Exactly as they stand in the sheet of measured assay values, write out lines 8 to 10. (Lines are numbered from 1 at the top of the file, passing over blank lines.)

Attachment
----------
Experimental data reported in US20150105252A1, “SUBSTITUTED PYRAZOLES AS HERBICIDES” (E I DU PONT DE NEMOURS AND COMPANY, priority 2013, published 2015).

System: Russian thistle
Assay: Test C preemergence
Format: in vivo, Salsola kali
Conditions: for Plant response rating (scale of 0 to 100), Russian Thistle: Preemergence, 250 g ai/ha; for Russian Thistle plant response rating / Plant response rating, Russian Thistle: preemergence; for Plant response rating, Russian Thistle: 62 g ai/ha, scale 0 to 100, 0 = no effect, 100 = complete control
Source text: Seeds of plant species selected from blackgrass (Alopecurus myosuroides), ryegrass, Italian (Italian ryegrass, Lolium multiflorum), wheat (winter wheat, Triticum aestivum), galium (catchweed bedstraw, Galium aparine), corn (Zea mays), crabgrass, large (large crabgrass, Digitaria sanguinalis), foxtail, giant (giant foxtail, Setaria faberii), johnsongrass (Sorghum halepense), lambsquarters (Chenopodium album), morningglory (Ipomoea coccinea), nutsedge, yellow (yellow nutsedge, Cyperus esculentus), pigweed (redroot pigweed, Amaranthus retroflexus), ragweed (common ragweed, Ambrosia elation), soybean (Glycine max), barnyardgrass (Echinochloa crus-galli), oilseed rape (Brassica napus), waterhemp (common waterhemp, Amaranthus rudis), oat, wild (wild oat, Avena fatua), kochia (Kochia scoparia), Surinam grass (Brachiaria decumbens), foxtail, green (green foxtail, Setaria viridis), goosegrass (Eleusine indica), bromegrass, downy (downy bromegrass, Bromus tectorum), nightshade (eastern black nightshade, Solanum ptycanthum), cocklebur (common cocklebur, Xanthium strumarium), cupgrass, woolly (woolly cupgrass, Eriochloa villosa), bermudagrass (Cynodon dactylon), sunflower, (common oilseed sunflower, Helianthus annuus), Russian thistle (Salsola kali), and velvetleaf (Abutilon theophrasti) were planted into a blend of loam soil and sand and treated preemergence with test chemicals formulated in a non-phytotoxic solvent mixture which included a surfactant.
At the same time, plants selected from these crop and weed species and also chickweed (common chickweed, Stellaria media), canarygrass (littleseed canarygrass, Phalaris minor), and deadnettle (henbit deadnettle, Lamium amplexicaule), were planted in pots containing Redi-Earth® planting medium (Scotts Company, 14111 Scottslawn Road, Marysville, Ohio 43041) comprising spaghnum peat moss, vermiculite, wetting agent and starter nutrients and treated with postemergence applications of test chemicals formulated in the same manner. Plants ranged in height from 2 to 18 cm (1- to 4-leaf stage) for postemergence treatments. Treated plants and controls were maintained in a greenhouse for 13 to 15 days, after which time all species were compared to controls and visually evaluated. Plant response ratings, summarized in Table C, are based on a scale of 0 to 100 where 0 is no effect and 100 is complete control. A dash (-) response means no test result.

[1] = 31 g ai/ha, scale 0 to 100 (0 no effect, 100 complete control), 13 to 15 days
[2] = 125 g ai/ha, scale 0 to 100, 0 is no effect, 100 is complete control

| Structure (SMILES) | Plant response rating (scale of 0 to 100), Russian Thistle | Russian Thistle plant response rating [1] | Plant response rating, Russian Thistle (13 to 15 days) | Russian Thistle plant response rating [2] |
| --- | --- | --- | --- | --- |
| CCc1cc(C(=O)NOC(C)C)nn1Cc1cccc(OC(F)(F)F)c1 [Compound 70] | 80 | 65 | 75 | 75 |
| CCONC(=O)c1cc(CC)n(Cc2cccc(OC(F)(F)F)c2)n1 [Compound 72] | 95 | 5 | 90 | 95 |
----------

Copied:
[1] = 31 g ai/ha, scale 0 to 100 (0 no effect, 100 complete control), 13 to 15 days
[2] = 125 g ai/ha, scale 0 to 100, 0 is no effect, 100 is complete control

| Structure (SMILES) | Plant response rating (scale of 0 to 100), Russian Thistle | Russian Thistle plant response rating [1] | Plant response rating, Russian Thistle (13 to 15 days) | Russian Thistle plant response rating [2] |